Joint Venture hosts one to two events a week on average with the likes of The Four Horsemen, Grand Army, Achilles Heel, Wildair, o ya, Scribe Winery, and others. Each event falls into one of three categories: takeovers of under-utilized spaces; restaurant or winemaker collaborations; and traditional private events. Danny cooks, and Nialls oversees front of house, wine, and operations. Menus always read as one, listing around 10 to 12 dishes, including dessert (namely Danny’s Key lime pie). Beverage menus are tight with simple cocktails and funky natural wines (funk-nat, if you will) from experimental winemakers. Any prep work and fermenting gets done in Danny’s apartment, and either stays there or shares the cold storage at Maiden Lane. They work with a collective of fish purveyors that they trust to provide sustainable, seasonal, and traceable seafood.
At the space takeovers, anything goes. They find a site that’ll have them (like the recently closed Isa where Danny used to cook) and give it new life. They rent the space by the day for a flat fee, come up with a food concept, invite art and music collaborators — as many from outside industries as possible — spread the word on Instagram, and share profits with everyone at the end.
When they team up with another chef they work in a more symbiotic way: eat at the restaurant, get to know the chef, owner, or sommelier, and bring Joint Venture ideas and menus into that framework. Joint Venture might come into The Four Horsemen on a quiet Monday night. They’ve created a menu ahead of time with Chef Nick Curtola, chosen wines with the somm, and worked out service elements with the staff. Events aren’t ticketed, menus aren’t prix fixe, so as a guest, you would walk in, sit down, and order what you want. You may feel a different energy, but it’s subtle: cartoonish menus, charred and fermented things, more seafood … more magnums.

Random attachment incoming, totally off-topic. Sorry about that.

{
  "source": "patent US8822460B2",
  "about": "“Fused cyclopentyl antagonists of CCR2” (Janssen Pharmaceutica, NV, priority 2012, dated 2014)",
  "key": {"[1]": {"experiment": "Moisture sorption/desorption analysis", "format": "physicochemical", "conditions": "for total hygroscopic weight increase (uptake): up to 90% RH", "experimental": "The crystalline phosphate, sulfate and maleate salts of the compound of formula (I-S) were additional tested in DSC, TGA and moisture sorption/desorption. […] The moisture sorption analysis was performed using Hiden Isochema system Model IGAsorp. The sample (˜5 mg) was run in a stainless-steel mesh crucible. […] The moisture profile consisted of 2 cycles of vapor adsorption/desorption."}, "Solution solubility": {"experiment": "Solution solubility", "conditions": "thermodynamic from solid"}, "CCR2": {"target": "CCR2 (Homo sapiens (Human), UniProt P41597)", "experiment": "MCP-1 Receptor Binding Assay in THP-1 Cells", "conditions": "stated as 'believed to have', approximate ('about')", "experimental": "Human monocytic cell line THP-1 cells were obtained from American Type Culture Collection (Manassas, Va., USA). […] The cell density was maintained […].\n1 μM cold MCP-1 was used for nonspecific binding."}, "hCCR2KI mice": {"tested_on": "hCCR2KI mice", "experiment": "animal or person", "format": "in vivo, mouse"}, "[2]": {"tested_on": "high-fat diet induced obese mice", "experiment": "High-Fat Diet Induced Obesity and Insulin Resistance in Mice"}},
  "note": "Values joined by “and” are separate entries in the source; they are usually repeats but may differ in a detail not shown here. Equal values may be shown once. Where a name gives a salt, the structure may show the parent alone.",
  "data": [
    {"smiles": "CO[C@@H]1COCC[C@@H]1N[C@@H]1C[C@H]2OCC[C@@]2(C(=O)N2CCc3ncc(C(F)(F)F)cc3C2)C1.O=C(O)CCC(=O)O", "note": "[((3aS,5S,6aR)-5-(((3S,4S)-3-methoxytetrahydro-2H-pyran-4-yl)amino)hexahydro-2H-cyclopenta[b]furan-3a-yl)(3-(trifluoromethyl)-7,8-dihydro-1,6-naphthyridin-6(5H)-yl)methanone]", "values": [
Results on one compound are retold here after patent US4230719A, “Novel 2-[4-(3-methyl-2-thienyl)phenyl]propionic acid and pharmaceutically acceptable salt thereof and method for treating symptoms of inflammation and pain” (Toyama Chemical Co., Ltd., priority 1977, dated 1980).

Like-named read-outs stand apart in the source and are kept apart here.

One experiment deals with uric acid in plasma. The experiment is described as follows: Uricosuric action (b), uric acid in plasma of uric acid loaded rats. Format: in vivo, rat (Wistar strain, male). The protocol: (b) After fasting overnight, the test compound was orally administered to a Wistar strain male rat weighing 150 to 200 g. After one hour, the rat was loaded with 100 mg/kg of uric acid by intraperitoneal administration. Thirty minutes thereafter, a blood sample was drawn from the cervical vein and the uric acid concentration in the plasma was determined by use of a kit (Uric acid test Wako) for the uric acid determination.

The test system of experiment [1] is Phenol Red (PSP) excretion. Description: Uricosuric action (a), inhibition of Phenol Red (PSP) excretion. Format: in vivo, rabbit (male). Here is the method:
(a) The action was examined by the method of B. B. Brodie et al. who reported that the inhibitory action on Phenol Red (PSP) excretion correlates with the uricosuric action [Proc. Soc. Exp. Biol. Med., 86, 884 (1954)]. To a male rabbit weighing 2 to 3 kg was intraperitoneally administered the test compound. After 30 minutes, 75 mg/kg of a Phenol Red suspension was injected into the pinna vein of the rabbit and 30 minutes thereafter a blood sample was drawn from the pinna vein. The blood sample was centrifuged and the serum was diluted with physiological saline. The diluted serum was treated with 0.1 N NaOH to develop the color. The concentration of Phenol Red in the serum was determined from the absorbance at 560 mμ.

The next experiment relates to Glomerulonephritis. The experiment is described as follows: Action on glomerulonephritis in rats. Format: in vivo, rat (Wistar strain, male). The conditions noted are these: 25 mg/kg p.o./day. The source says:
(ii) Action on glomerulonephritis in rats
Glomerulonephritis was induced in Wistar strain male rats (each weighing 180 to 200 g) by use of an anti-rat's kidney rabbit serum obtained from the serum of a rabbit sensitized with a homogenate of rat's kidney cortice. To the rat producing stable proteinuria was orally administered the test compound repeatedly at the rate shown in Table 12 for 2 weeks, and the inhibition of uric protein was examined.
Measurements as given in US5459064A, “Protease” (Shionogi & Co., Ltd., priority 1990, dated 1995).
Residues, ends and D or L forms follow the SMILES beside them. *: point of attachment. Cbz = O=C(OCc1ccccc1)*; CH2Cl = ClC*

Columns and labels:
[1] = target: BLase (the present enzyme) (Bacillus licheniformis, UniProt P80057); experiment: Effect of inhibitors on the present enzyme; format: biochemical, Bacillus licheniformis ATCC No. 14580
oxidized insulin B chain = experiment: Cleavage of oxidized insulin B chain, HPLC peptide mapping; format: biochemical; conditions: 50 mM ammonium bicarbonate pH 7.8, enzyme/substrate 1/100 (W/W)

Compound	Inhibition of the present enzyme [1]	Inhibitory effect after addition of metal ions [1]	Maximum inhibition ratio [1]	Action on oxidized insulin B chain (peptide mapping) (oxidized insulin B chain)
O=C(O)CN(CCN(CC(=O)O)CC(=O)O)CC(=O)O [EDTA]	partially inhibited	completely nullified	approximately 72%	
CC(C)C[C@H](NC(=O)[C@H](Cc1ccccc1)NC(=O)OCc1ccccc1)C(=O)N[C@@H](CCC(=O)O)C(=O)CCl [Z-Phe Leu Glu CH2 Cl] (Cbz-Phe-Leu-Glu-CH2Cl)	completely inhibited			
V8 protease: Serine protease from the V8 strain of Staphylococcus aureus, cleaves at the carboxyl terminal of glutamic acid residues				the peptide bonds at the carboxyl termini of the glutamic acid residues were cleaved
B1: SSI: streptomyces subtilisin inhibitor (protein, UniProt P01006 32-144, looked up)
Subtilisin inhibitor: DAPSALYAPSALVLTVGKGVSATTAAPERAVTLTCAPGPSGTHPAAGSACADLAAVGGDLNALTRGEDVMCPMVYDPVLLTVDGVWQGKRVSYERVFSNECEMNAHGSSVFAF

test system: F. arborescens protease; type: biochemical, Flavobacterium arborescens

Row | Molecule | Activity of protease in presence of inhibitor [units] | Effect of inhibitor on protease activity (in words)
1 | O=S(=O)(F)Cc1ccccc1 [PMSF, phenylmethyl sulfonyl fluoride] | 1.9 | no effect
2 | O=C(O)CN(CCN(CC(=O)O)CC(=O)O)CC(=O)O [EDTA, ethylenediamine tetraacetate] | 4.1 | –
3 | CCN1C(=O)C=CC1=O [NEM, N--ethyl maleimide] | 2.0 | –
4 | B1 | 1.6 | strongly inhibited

It’s an elegant cross-promotion. While injecting The Four Horsemen’s Monday night with a throng of new visitors, Joint Venture uses the restaurant as a temporary brick and mortar for their own vision and concept.
“They arrive so ready to be immersed in your region, with plenty of time to meet farmers, gather ingredients, hang out with staff, and really feel the vibes that each restaurant has created,” said Sara Mae of Brushland’s collaboration with Joint Venture: a three-course, Asian-inspired seafood BBQ on their stone fire pit of Beaverkill trout, charred squid and peas, sticky rice balls, and black vinegar–infused dessert.
Nialls and Danny work closely with Sublet Studio, the design house of Massimo Mongiardo and Matt Kay, on their visual identity. The duo creates everything from the website and chalkboards to the menus, matchbooks, and most notably, the whimsical drawings that become promotional flyers for each event on Instagram. One of Massi’s sketches goes up — perhaps a woman lighting up a fish head like a cigarette with a “JV” chain around her neck — and the magic begins.
“People know about our events because of Instagram,” said Nialls. “I think it’s emblematic of the time we’re in and the way people interact. Nobody can pop in for dinner at Joint Venture seven nights a week, but they can have this connection with us through a digital world.”
The Sublet guys attend most events, take photos, even jump in to expedite service. They’re part of the family and integral to its success. As Joint Venture is constantly evolving, so is Sublet’s brand work.
“Danny and Nialls adapt to the spaces and people who want to collaborate with them, which allows for a lot of creative freedom on our end,” said Massimo. Matt added, “We do whatever we want. There are no rules.” And that’s kind of the point, isn’t it? Give a passionate community of people freedom, and they'll make beautiful things.
Danny still gets calls every few weeks from restaurateurs offering him a chef position.
Hey, are you done with having fun yet? Do you want to make a salary and get back to work?
They still don’t get it. Most nights, Danny cooks with friends under the stars or in a new kitchen. His schedule is flexible. His personal life is rich. His business is profitable. And his future as a New York City chef finally makes sense.
So no, he’s not done having fun yet.
Follow @jointventurenyc for a good time.